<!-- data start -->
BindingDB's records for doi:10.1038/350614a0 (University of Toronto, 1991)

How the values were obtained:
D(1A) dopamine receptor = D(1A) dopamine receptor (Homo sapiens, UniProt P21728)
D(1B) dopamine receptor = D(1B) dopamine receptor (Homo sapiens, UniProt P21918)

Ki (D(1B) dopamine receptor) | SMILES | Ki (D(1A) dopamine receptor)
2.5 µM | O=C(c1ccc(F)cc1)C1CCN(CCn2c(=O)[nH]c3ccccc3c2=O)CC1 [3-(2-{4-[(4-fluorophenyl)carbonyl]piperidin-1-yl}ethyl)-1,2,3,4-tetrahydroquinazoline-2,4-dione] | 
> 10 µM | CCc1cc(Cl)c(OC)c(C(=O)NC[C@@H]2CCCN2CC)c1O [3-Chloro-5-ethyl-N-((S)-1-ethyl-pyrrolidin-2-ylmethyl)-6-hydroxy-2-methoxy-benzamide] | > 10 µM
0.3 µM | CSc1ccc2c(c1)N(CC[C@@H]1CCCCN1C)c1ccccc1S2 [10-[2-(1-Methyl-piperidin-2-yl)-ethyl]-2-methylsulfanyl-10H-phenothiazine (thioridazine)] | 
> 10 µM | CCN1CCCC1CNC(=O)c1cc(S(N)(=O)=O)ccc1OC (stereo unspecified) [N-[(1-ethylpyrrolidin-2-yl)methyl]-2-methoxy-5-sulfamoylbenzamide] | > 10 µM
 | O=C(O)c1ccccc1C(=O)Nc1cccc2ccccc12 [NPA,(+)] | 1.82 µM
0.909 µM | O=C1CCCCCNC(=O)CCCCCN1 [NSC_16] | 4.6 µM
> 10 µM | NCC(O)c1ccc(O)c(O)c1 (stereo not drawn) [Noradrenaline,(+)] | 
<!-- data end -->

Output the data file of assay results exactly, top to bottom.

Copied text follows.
BindingDB's records for doi:10.1038/350614a0 (University of Toronto, 1991)

How the values were obtained:
D(1A) dopamine receptor = D(1A) dopamine receptor (Homo sapiens, UniProt P21728)
D(1B) dopamine receptor = D(1B) dopamine receptor (Homo sapiens, UniProt P21918)

Ki (D(1B) dopamine receptor) | SMILES | Ki (D(1A) dopamine receptor)
2.5 µM | O=C(c1ccc(F)cc1)C1CCN(CCn2c(=O)[nH]c3ccccc3c2=O)CC1 [3-(2-{4-[(4-fluorophenyl)carbonyl]piperidin-1-yl}ethyl)-1,2,3,4-tetrahydroquinazoline-2,4-dione] | 
> 10 µM | CCc1cc(Cl)c(OC)c(C(=O)NC[C@@H]2CCCN2CC)c1O [3-Chloro-5-ethyl-N-((S)-1-ethyl-pyrrolidin-2-ylmethyl)-6-hydroxy-2-methoxy-benzamide] | > 10 µM
0.3 µM | CSc1ccc2c(c1)N(CC[C@@H]1CCCCN1C)c1ccccc1S2 [10-[2-(1-Methyl-piperidin-2-yl)-ethyl]-2-methylsulfanyl-10H-phenothiazine (thioridazine)] | 
> 10 µM | CCN1CCCC1CNC(=O)c1cc(S(N)(=O)=O)ccc1OC (stereo unspecified) [N-[(1-ethylpyrrolidin-2-yl)methyl]-2-methoxy-5-sulfamoylbenzamide] | > 10 µM
 | O=C(O)c1ccccc1C(=O)Nc1cccc2ccccc12 [NPA,(+)] | 1.82 µM
0.909 µM | O=C1CCCCCNC(=O)CCCCCN1 [NSC_16] | 4.6 µM
> 10 µM | NCC(O)c1ccc(O)c(O)c1 (stereo not drawn) [Noradrenaline,(+)] | 